|CRAMP, GRACE - NC STATE UNIV
|CLARE, DEBRA - NC STATE UNIV
|DAUBERT, CHRISTOPHER - NC STATE UNIV
Submitted to: Annual Meeting of the Institute of Food Technologists
Publication Type: Abstract Only
Publication Acceptance Date: 4/10/2007
Publication Date: 7/28/2007
Citation: Cramp, G.L., Kwanyuen, P., Daubert, C.R. 2007. The formation and the functionality of soy protein-dextran and soy protein mannose conjugates. Annual Meeting of the Institute of Food Technologists.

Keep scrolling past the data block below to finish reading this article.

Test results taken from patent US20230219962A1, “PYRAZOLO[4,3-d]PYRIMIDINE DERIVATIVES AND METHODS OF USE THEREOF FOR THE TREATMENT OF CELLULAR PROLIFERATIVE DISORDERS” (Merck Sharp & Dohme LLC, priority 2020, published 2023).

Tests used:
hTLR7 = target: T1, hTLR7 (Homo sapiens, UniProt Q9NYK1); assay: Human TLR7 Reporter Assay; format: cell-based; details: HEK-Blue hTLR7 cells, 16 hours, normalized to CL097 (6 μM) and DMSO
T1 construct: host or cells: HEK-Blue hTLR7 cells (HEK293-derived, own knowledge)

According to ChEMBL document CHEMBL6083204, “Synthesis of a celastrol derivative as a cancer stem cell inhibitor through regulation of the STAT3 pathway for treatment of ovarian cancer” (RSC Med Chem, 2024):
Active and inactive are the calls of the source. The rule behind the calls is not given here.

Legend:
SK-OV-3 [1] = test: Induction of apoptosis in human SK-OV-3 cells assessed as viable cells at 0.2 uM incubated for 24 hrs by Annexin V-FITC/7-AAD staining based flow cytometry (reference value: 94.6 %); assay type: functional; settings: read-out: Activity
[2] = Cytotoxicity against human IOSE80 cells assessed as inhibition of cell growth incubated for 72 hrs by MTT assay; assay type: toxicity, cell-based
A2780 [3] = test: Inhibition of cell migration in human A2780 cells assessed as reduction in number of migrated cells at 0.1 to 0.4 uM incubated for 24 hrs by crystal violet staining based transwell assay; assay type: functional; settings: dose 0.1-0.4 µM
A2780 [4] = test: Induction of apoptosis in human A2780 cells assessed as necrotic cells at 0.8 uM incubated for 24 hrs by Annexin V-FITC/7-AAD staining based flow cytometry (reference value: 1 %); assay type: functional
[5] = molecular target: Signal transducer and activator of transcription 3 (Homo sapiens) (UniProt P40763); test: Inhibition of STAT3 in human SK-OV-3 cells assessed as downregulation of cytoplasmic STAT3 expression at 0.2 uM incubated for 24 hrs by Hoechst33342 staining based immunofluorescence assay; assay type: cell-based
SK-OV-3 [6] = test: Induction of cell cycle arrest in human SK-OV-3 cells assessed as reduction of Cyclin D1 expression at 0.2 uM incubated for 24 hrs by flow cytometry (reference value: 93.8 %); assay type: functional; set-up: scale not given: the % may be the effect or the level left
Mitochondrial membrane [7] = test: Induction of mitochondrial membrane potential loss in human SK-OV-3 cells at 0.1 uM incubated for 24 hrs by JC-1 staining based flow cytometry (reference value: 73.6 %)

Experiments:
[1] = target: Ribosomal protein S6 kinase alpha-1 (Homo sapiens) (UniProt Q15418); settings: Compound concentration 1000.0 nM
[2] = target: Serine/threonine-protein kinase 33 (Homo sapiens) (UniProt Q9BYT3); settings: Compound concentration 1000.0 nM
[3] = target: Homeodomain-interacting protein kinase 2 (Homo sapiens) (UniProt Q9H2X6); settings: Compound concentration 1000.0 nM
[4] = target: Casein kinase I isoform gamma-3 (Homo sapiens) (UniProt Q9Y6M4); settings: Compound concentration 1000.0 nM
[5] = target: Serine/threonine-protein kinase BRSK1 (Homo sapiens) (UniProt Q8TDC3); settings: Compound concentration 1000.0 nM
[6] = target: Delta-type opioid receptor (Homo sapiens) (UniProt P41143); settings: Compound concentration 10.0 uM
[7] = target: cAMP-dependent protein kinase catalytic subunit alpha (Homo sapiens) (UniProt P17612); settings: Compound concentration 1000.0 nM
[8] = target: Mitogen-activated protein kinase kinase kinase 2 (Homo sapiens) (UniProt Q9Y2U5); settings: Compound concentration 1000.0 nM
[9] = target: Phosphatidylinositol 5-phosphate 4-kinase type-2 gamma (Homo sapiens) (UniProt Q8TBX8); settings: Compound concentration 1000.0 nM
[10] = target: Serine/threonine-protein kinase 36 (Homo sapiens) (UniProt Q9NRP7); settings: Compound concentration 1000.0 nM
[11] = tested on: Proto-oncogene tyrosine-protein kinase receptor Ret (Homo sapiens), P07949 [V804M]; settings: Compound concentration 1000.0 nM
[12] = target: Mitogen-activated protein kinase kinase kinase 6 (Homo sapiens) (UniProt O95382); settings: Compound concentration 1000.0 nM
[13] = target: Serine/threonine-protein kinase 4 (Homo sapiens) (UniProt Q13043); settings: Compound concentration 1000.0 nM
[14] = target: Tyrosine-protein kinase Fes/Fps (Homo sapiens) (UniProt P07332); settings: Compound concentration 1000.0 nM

Technical Abstract: A thermally modified, readily reconstituted, soy protein isolate (SPI) demonstrated improved heat stability and cold-set gel functionality when prepared at 8% protein (w/w) for three hours at 95°C compared to the control SPI. When SPI was heated at 3% protein (w/w) equivalently, prior to reconstitution to 8% protein (w/w), the final viscosity was about three orders of magnitude less than the original sample. The viscosity of SPI heated at 3% protein (w/w) was still nearly two orders of magnitude less than the original sample after both samples were reheated at 8% protein. These results suggested that heat denaturation at low protein concentrations limited network formation even after the protein concentration and interaction sites increased, which in turn impacted the viscosity parameters of the system. Also, gelation was entirely prevented upon treatment of SPI with iodoacetamide, which carbaminomethylated the cysteine residues, a finding that established the role of disulfide bonds in network formation. The viscosity of the 8% protein (w/w) dispersion was also reduced by two orders of magnitude when treated with 8M urea, and when combined with 10mM DTT the viscosity of the gel was decreased by another order of magnitude. These results suggested that hydrophobic interactions or entanglements played a primary role in gel strength after intermolecular disulfide bonds form. The need for a higher concentration of protein during the heating step indicated that the critical disulfide bonds are intermolecular. Based on SDS-PAGE banding patterns and the reported cysteine content of 11S subunits, it appeared that sulfhydryl/disulfide interactions could be attributed to the 11S basic subunits, while 7S '', ', and ' participated in hydrophobic interactions or entanglements. Ultimately, the functionality produced by these combined protein-protein interactions produced a powdered soy protein isolate ingredient with consistent cold-set and thermal gelation properties.